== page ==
Oh, that it wasn't happening. We weren't dropping any or they weren't there.
GREG HOY: They're there alright and the casualty rate has been horrendous. Across the centre and south-west of Victoria and in South Australia, we visited many volunteer animal refuges struggling without help from industry or government to cope with casualties.
TRACEY WILSON: Broken limbs, impact wounds, broken backs, severed arm. Dead mothers with joeys that are still alive, trying to survive. I had one 500 gram joey, about this big (demonstrates size with hands) that had two healed broken arms. And so we can only assume from that that the mother had been dropped previous to this incident and she had no obvious breaks, but her intestines were just pulp.
JILL ROWLEY, WILDLIFE VOLUNTEER, MT. GAMBIER: This is Jimmy. He was dropped in a plantation. One of the young blokes that worked on site actually rang me and I went and picked him up. He had a broken leg. He was lucky. His injury was fixable.
GREG HOY: Very rarely, a company calls to get help for injured animals, as happened recently with wildlife rescuer Jill Rowley in Mount Gambier, South Australia.
JILL ROWLEY: I am aware that in that particular location there was 21 koalas killed. 14 of those I actually personally had to euthanize. On a recent plantation, we got 28 out and that includes some of them were dead and some of them were alive. There was an original estimate from one of the workers there that were probably over 50 in that plantation. We're not sure what's happened to them.
SHANNON MCKAY, WILDLIFE VOLUNTEER, WARRNAMBOOL: I think 24 animals may have come in from this plantation and it was a fairly small one. So looking at the hectares of plantation in Western Victoria and across into South Australia, I think we're facing a crisis with these guys.
TRACEY WILSON: It's a huge issue. That's why Australians should care. There's gonna be a lotta koalas killed.
GREG HOY: Well we know that there's one little creature up here and another one just over there. The question is: how many more are there round here? Well according to the industry's own guesstimate, there are some 8,000 koalas within a 20-kilometre radius of this plantation. Now this plantation's proprietor is the American-owned Australian Blue Gum Plantations which claims that it's seen no incidents of koala deaths or injuries. But others beg to differ.
TRACEY WILSON: It's garbage. We know it's happening. We've had animals from their plantations. We know it's happening. It's denial. That's all it is. It is happening. And while they continue to say it's not, really just makes them looks worse, I believe.
GREG HOY: Australian Blue Gum Plantations would not be interviewed. The scale of what the company has at risk is best understood by visiting the port of Portland. Here, the US-owned company and the half-Japanese-owned South West Fibre plan to export 1.2 million tonnes of blue gum logs and woodchip a year to Japan and China for paper production.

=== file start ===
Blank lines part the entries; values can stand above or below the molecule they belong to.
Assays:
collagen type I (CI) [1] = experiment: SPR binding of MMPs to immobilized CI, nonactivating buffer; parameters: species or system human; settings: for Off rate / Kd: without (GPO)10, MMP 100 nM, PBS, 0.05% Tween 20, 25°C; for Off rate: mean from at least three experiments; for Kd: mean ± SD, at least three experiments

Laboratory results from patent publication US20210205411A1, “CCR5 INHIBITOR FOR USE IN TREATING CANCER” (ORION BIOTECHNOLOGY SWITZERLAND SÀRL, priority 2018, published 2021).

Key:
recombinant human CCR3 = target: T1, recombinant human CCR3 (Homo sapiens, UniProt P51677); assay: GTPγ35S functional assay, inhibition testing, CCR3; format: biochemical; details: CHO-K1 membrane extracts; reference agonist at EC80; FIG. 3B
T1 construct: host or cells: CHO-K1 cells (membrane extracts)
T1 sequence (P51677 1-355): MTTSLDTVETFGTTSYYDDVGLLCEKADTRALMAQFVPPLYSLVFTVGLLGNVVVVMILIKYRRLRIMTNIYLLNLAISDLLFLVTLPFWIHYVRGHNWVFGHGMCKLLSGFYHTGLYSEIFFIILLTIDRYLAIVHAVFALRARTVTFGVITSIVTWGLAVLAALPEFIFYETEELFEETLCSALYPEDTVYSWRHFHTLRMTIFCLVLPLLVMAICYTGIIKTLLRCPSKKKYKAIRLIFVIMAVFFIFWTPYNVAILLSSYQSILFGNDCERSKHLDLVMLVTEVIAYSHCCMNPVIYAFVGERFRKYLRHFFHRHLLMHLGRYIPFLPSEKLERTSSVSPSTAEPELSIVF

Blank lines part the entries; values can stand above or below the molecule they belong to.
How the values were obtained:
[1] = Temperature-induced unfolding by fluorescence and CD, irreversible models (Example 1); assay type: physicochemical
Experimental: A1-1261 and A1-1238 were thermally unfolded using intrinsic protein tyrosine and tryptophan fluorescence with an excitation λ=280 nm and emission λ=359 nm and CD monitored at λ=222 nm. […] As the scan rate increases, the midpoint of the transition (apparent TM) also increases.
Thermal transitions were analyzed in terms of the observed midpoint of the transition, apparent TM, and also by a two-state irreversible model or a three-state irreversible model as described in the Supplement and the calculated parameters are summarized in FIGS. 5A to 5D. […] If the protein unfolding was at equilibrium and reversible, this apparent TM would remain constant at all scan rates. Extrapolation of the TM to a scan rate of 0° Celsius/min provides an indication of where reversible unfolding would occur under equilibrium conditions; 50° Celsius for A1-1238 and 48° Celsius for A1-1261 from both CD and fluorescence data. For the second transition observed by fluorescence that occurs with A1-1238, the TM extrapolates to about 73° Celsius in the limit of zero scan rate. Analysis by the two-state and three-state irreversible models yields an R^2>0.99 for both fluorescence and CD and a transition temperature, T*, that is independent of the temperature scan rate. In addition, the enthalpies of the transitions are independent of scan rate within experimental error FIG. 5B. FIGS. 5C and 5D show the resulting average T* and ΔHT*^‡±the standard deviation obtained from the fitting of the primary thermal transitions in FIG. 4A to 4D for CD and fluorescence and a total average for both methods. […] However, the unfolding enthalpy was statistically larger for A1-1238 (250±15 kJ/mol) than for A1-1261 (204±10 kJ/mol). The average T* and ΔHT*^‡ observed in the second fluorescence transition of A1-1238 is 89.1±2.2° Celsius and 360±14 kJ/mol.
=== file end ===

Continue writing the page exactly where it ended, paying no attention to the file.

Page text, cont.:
Both the Chinese and Japanese public have a great affection for the koala, but know nothing of the dark secret that taints their paper production.
JILL ROWLEY: If this gets too public, there's a lot of fear with the logging companies around that if we talk too much about what's happening with the koalas, that the industry'll be brought to a standstill. We're talking money. They make big money out of this. What's a dead koala?
GREG HOY: No-one from industry would be interviewed for this program, leaving that to the Victorian Department of Environment and Primary Industry.
ANDREW PRITCHARD, VIC. DEPT OF ENVIRONMENT AND PRIMARY INDUSTRIES: We provide the overall - overarching guidelines about how animals or koalas are s'posed to be handled.
GREG HOY: So do you actually run checks?
ANDREW PRITCHARD: We haven't previously. We take information that's been reported through to us and then work through with the industry as we are sitting at the moment.
GREG HOY: So you accept whatever the industry tells you is happening?
ANDREW PRITCHARD: Ah, no, look, we do do some on-ground assessments with industry. So it's hand in hand, so we're certainly working with industry, for them to be able to achieve a better outcome than what has certainly happened in the past.
GREG HOY: So no random checks?
ANDREW PRITCHARD: No, no random checks.
TRACEY WILSON: I just don't see how it's possible for an industry to self-govern something like that. It sure hasn't happened to date. Obviously an industry does not want to be exposed for doing the wrong thing. I think some people have been doing it for so long they're just numb to it. And just - it's a job, they do it, these things happen.
STEPHEN PHILLIPS: They're the things that you've just gotta have in place, people on the ground to make sure that animals aren't in trees that are pulled down and pulled through shedders, for example. There's a compounded problem in Victoria because it's a very denuded landscape. Forest is contained to sorta small patches across the landscape.
GREG HOY: In the morning mist of Mount Eccles National Park, this should be a happy ending. A koala captured in a log plantation in poor health is released into a small pocket of manna gum. His future, however, looks bleak. The food here is scarce, the competition fierce. Relocated koalas tend to pine for home. The familiar scent of big plantations in the distance will be hard to resist. This could well prove a fatal attraction.
JILL ROWLEY: There simply isn't anywhere else and this is the nearest habitat and pretty much the only habitat, which is under stress from a population that already exists here.
GREG HOY: So what chance would you give this koala?
JILL ROWLEY: I really don't know.
CHRIS UHLMANN: Greg Hoy reporting.